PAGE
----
Masthead graphic based on a painting by Gudrun Thriemer.

Saturday, June 27, 2009

Kaveh L Afrasiabi, "Crunching the numbers," Asia Times, June 26, 2009.

[Afrasiabi cites two other statistical analyses that challenge the Chattam House findings. University of Michigan political scientist and statistician Professor Walter Mebane, a leading expert on election fraud, notes that "a model can never prove fraud - it can identify places where there may be fraud". Mebane has made a similar statistical analysis of the Iranian election. He concluded that there is "no solid evidence of fraud." In a later analysis, based on new evidence, he concluded that there is "moderately strong support" for electoral fraud in the Iranian elections. Another American statistician, Nate Silver, has concluded that the voting result was "valid based on statistical analysis." All of which indicates that no responsible and unambiguous conclusion can be reached on the basis of the fragmentary information available--hardly a basis for sending in the Marines or maintaining a blockade.

The press is not the place for this issue to be resolved. In fact, there may be no way of resolving it since the Khomeinist regime has the same institutional conflict of interest the Bush Administration had in the 2004 American case. Another Asia Times article, this one by Francesco Sisci, is subject to the same limitations. Sisci repeats the refrain that "In a modern country, with electronic devices and spotless organization, it could take days to have the final results." Canadians tend to swallow this whole even though we know well that winners in Atlantic Canada are largely known before the polls close in the West. That happens with hand-counted, paper ballots.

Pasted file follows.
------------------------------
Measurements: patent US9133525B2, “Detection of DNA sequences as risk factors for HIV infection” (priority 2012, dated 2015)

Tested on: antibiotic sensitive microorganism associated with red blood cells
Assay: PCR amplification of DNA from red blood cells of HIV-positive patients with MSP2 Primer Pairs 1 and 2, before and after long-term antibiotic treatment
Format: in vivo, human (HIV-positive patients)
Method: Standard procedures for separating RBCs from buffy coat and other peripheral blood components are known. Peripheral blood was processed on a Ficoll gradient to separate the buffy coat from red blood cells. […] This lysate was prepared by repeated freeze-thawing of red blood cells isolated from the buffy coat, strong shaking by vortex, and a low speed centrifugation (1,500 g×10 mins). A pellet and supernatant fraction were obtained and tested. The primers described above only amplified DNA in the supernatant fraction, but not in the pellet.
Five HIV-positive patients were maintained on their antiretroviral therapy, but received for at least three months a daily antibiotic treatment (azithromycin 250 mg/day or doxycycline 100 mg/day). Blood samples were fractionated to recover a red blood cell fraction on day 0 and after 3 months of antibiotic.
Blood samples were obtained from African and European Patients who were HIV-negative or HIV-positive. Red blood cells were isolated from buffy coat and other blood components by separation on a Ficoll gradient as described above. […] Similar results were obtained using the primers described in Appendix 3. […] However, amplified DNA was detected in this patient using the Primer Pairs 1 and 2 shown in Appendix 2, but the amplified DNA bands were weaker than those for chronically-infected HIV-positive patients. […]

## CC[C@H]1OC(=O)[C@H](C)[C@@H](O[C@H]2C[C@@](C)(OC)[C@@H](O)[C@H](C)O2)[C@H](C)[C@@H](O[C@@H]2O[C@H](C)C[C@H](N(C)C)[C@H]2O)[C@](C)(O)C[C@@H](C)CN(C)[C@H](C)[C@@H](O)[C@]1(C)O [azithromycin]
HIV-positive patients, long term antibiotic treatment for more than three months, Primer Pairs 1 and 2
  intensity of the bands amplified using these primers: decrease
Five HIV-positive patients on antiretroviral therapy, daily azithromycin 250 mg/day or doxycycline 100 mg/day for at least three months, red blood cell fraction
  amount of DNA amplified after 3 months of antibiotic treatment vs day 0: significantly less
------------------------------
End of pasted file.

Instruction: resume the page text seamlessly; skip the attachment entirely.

The crackdown on protesters and Western responsibility for attempts to destabilize Iran and cause a regime change are separate, but related, questions. -jlt]

A few days ago, just as the "color" movement's ferocious struggle to overturn the results of the 10th Iranian presidential elections was fading, it received a new lease of life via the publication of a British study [1] that casts serious doubt on the official results that saw President Mahmud Ahmadinejad re-elected.

"Preliminary Analysis of the Voting Figures in Iran's 2009 Presidential Election" was published by Chatham House and the Institute of Iranian Studies, University of St Andrews, and edited by Iranian political scientist Professor Ali Ansari, director, Institute of Iranian Studies.

  ...the leading losing candidate, Mir Hossein Mousavi, had some 40,676 observers at the ballot boxes, and none has provided a formal complaint.

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